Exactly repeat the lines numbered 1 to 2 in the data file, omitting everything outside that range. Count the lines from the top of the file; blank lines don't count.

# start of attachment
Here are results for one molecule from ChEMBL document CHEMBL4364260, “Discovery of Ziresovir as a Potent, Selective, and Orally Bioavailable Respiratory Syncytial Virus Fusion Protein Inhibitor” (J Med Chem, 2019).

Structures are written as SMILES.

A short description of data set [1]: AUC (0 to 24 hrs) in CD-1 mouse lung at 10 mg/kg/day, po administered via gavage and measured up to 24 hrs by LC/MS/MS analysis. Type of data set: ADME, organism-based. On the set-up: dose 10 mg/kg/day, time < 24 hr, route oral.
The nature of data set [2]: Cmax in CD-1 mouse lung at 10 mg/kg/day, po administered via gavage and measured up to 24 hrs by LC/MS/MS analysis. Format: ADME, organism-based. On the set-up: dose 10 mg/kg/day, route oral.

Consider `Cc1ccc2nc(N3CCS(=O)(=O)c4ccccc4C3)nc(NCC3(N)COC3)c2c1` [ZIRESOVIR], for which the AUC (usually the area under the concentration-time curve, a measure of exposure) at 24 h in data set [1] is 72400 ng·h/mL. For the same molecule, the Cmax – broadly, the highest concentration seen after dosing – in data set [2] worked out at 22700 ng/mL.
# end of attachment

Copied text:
Here are results for one molecule from ChEMBL document CHEMBL4364260, “Discovery of Ziresovir as a Potent, Selective, and Orally Bioavailable Respiratory Syncytial Virus Fusion Protein Inhibitor” (J Med Chem, 2019).

Structures are written as SMILES.